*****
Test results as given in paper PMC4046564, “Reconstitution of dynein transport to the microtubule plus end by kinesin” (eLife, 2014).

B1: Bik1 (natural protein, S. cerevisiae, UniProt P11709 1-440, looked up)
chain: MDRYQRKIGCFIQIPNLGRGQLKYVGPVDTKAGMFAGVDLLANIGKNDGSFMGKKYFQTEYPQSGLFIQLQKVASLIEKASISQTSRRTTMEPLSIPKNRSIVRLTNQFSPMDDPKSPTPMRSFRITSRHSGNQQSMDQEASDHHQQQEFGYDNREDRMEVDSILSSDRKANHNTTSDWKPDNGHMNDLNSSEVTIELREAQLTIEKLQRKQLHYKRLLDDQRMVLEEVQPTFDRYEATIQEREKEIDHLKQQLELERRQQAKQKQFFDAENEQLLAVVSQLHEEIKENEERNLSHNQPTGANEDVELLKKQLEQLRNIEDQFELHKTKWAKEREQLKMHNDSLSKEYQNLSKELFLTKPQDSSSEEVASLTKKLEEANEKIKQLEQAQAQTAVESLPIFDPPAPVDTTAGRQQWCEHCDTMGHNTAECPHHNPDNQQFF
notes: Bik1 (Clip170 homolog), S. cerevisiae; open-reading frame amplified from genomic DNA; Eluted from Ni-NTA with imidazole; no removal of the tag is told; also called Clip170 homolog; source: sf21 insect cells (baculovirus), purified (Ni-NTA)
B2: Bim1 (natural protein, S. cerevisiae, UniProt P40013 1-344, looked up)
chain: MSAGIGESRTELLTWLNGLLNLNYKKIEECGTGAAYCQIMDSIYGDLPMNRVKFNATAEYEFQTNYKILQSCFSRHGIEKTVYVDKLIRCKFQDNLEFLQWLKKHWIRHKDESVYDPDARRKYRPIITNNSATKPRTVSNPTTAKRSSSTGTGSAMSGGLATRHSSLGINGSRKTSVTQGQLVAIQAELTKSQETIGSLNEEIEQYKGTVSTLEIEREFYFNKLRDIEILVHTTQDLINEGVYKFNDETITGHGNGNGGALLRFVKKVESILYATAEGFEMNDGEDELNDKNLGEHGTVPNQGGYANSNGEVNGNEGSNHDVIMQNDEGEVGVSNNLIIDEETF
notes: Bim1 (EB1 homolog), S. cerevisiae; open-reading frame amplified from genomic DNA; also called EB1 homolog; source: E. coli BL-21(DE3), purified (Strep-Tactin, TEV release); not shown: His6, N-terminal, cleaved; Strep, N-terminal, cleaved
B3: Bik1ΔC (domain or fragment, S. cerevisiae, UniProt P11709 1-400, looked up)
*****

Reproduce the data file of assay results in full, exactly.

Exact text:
Test results as given in paper PMC4046564, “Reconstitution of dynein transport to the microtubule plus end by kinesin” (eLife, 2014).

B1: Bik1 (natural protein, S. cerevisiae, UniProt P11709 1-440, looked up)
chain: MDRYQRKIGCFIQIPNLGRGQLKYVGPVDTKAGMFAGVDLLANIGKNDGSFMGKKYFQTEYPQSGLFIQLQKVASLIEKASISQTSRRTTMEPLSIPKNRSIVRLTNQFSPMDDPKSPTPMRSFRITSRHSGNQQSMDQEASDHHQQQEFGYDNREDRMEVDSILSSDRKANHNTTSDWKPDNGHMNDLNSSEVTIELREAQLTIEKLQRKQLHYKRLLDDQRMVLEEVQPTFDRYEATIQEREKEIDHLKQQLELERRQQAKQKQFFDAENEQLLAVVSQLHEEIKENEERNLSHNQPTGANEDVELLKKQLEQLRNIEDQFELHKTKWAKEREQLKMHNDSLSKEYQNLSKELFLTKPQDSSSEEVASLTKKLEEANEKIKQLEQAQAQTAVESLPIFDPPAPVDTTAGRQQWCEHCDTMGHNTAECPHHNPDNQQFF
notes: Bik1 (Clip170 homolog), S. cerevisiae; open-reading frame amplified from genomic DNA; Eluted from Ni-NTA with imidazole; no removal of the tag is told; also called Clip170 homolog; source: sf21 insect cells (baculovirus), purified (Ni-NTA)
B2: Bim1 (natural protein, S. cerevisiae, UniProt P40013 1-344, looked up)
chain: MSAGIGESRTELLTWLNGLLNLNYKKIEECGTGAAYCQIMDSIYGDLPMNRVKFNATAEYEFQTNYKILQSCFSRHGIEKTVYVDKLIRCKFQDNLEFLQWLKKHWIRHKDESVYDPDARRKYRPIITNNSATKPRTVSNPTTAKRSSSTGTGSAMSGGLATRHSSLGINGSRKTSVTQGQLVAIQAELTKSQETIGSLNEEIEQYKGTVSTLEIEREFYFNKLRDIEILVHTTQDLINEGVYKFNDETITGHGNGNGGALLRFVKKVESILYATAEGFEMNDGEDELNDKNLGEHGTVPNQGGYANSNGEVNGNEGSNHDVIMQNDEGEVGVSNNLIIDEETF
notes: Bim1 (EB1 homolog), S. cerevisiae; open-reading frame amplified from genomic DNA; also called EB1 homolog; source: E. coli BL-21(DE3), purified (Strep-Tactin, TEV release); not shown: His6, N-terminal, cleaved; Strep, N-terminal, cleaved
B3: Bik1ΔC (domain or fragment, S. cerevisiae, UniProt P11709 1-400, looked up)